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A Trump Indictment Would Come at Strategic Time: Report

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A new report said that if the Department of Justice moves forward to indict former President Donald Trump, the political calendar may decide the timing.

According to Bloomberg, citing sources it called “people familiar,” no indictment — if one is decided upon — would come prior to the November elections.

The report suggests two possible avenues in which the Justice Department could move against Trump — issues related to documents found during the raid on Trump’s Mar-a-Lago home and Trump’s efforts to push back against the 2020 elections in which he was defeated by President Joe Biden.

An unofficial Justice Department policy bans filing charges within a 60-day period before elections.

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The Bloomberg report, noting that in this case that would be Sept. 10, said that sources claimed this means nothing prior to the Nov. 8 elections is likely.

The Bloomberg report noted that as of this point, it is unclear if any indictment will be sought.

In May, Attorney General Merrick Garland issued a memo stressing the importance of adhering to the precedent concerning pre-election filings or indictments.

Will Trump be indicted?

“Simply put, partisan politics must play no role in the decisions of federal investigators or prosecutors regarding any investigations or criminal charges,” Garland said in the memo.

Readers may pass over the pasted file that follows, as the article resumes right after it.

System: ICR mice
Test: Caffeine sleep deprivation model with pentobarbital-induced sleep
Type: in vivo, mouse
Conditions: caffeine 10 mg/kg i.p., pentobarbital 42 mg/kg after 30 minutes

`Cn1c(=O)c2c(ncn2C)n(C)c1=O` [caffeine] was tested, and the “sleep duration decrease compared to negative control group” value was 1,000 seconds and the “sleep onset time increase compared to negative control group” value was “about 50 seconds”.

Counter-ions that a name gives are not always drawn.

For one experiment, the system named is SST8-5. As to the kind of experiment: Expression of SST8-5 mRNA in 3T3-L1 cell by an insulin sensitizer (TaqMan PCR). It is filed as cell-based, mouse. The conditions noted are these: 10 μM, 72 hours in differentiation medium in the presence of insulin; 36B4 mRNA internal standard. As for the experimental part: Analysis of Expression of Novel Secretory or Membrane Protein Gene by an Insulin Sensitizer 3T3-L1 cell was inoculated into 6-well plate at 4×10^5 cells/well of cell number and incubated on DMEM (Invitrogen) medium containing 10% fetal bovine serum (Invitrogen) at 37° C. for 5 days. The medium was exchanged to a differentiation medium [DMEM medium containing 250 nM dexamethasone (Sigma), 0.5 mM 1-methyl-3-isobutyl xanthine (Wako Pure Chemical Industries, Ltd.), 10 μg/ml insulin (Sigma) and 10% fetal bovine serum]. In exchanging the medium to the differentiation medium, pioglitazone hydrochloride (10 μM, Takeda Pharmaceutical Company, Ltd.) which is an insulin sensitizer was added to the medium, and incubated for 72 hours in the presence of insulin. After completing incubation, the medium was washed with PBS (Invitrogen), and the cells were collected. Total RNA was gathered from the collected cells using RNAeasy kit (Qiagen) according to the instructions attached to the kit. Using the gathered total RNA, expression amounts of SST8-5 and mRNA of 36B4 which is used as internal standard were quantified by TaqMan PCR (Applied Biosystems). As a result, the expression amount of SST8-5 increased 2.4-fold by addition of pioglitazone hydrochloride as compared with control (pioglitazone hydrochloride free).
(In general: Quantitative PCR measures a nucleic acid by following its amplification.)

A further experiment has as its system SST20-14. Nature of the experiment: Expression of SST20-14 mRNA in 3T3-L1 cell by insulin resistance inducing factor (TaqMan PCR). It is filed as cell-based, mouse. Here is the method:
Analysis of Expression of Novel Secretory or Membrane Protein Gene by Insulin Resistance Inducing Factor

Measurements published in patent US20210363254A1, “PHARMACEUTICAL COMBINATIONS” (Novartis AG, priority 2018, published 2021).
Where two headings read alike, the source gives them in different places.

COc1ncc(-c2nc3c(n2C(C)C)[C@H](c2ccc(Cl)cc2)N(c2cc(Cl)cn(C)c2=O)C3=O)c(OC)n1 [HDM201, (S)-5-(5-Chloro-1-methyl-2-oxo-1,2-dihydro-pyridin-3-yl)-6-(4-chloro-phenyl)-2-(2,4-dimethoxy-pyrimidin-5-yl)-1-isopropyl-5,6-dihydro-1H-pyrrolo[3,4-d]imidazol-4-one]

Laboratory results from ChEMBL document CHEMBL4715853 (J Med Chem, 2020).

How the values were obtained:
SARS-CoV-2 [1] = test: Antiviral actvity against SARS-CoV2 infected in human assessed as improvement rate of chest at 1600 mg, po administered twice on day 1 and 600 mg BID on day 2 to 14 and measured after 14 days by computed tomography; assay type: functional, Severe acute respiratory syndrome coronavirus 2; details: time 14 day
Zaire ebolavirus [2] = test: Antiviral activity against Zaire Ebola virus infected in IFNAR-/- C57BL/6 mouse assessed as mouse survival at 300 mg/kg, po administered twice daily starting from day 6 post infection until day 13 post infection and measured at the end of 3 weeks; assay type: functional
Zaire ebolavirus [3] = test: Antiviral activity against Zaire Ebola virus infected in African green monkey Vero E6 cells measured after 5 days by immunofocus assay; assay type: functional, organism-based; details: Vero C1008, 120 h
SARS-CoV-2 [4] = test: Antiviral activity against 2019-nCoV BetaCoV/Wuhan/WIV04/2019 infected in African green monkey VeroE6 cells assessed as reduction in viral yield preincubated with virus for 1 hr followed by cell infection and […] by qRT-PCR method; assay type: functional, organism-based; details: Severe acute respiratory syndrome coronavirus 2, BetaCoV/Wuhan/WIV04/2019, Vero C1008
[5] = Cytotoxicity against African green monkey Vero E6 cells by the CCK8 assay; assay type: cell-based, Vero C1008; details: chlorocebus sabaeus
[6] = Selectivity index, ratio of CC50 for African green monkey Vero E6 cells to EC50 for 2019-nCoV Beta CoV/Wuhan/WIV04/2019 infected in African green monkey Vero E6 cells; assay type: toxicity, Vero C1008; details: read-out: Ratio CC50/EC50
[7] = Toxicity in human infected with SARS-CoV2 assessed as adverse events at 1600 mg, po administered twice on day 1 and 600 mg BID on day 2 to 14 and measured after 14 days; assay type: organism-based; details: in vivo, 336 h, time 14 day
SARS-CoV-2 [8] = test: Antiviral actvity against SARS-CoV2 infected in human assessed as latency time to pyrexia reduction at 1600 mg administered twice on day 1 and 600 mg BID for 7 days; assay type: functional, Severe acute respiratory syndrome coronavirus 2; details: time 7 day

The department is still in the early stages of investigating whether Trump broke any laws with regard to the classified documents, Jay Bratt, chief of the department’s counterintelligence and export control section, said during a recent court hearing.

Writing for National Review, Andrew McCarthy said he expects an indictment will emerge.

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“I believe former president Trump is likely to be charged with obstruction of justice and causing false statements to be made to investigators,” he wrote.

McCarthy wrote that based on his research, “It does not appear that those charges would be difficult to prove. Proving them does not involve navigating the same complications that would arise from trying to prove classified-information offenses. Just as critical, they involve conduct that would be very easy for the public to understand, and for which the average person would be indicted.”

An obstruction charge is simple, McCarthy added in a New York Post Op-Ed.

“There would be no need to get into the content of government documents, classified or not. The case would focus on Trump’s allegedly lying about having government records and concealing them. What’s in the documents is beside the point,” he wrote.

“The Justice Department is under immense pressure from the Democratic base to indict Trump, and the jury pool in Washington, D.C., where the government would file any indictment, is intensely anti-Trump. It is thus hard to imagine that Attorney General Merrick Garland will decide against filing charges,” he wrote.

This article appeared originally on The Western Journal.

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